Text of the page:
It is high speed recording that must be achieved by recording apparatuses. As the recording speed of the ink jet recording apparatuses is increased, improper superposition or misalignment of dots is caused and thus their recording quality becomes impaired. To overcome this shortcoming, the conventional ink jet recording apparatuses record at such a highest possible speed as can confine the improper superposition or misalignment to a degree not objectionable to users.

The users are not aware of the improper superposition or misalignment of dots caused by a recording at such recording speed when a normal recording medium is used. However, such defect becomes distinct when a hydrophobic light-transmitting recording medium is used.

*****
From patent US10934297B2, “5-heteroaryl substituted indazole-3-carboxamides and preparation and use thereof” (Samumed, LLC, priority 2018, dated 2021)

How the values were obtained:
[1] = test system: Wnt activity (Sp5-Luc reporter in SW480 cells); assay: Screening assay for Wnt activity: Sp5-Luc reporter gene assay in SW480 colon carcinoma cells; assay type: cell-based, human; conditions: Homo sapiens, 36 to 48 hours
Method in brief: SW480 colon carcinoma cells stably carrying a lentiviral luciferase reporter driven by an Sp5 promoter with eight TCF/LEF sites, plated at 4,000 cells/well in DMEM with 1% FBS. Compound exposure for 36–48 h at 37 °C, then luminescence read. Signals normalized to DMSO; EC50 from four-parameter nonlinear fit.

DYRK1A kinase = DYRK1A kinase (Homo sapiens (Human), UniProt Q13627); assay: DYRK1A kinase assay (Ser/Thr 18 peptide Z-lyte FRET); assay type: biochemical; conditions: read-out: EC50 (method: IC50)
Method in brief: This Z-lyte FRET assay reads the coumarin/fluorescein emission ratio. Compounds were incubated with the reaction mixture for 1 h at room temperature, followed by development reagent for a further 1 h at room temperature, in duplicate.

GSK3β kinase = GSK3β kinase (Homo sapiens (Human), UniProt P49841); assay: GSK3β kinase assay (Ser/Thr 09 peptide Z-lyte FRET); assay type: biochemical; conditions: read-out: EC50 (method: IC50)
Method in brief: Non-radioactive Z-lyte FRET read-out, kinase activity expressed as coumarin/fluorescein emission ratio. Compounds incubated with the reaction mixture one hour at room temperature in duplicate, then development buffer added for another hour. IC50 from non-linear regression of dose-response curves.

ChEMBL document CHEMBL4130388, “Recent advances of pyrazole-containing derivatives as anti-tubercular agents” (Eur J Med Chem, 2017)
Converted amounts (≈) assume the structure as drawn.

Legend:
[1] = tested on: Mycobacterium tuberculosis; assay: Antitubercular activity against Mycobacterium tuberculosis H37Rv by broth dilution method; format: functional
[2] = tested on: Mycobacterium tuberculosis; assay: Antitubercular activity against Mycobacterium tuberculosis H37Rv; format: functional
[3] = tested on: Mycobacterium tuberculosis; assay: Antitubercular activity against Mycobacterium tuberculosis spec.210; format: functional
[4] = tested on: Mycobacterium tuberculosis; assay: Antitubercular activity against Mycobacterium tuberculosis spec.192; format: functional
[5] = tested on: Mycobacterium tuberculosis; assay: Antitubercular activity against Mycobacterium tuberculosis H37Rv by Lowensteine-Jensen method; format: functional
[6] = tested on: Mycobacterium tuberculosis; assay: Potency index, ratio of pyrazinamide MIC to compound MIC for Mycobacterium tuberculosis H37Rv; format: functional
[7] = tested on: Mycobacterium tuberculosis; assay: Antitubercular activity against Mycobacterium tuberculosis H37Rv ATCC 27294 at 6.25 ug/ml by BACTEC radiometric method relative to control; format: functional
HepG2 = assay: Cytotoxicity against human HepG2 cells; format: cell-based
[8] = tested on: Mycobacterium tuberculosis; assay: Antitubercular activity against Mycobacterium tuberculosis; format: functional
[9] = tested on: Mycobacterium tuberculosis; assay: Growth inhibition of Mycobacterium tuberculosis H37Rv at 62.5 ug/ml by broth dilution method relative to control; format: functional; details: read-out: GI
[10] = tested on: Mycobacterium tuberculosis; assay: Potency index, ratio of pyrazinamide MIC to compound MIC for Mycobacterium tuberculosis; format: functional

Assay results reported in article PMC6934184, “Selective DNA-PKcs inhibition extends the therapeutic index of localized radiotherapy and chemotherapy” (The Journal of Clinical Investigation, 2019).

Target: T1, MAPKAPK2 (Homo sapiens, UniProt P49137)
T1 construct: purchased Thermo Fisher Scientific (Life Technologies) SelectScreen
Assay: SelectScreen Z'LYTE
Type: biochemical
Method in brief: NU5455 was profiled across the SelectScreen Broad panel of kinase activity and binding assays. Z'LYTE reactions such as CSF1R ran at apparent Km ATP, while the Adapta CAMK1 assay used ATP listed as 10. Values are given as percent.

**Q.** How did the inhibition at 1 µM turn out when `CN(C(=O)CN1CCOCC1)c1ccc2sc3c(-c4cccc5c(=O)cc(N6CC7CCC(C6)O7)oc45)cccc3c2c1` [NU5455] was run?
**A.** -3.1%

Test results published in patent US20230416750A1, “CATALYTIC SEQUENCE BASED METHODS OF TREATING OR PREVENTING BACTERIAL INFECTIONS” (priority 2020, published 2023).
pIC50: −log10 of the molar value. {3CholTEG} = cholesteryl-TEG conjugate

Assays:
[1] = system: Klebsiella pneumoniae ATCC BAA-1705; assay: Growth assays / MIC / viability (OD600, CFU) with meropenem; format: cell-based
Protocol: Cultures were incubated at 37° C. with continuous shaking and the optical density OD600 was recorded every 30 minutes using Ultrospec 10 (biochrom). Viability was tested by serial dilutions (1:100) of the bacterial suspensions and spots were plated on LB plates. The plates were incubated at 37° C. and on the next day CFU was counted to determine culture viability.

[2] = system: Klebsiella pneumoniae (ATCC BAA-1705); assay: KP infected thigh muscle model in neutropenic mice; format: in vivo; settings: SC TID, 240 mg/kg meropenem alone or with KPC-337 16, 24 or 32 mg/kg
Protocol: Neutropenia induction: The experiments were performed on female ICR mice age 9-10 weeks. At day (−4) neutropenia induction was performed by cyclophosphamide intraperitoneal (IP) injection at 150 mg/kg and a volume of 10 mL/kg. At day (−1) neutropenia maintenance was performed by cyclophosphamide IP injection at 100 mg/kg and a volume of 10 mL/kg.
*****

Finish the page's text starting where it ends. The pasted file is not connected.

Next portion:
To overcome this problem, a recording apparatus is disclosed in, e.g., Japanese Patent Unexamined Publication No. 312155/1988. This recording apparatus scans twice to form dots on a light-transmitting recording medium by overlapping one dot upon another or by filling up the space between dots. As a result of this method, a high-density image free from blots can be produced.

Also proposed in Japanese Patent Unexamined Publication No. 4523/1990 is a recording apparatus that repeats the printing of a single line of data per color as many as a number of colors to be used to make a single line of multi-color recording. As a result of this method, blots in printed dots can be reduced.

These conventional recording apparatuses require a plurality of rounds of scanning to print a single line of data. This is not only time-consuming but also impairs printing quality due to improper superposition of dots caused during the plurality of rounds of scanning.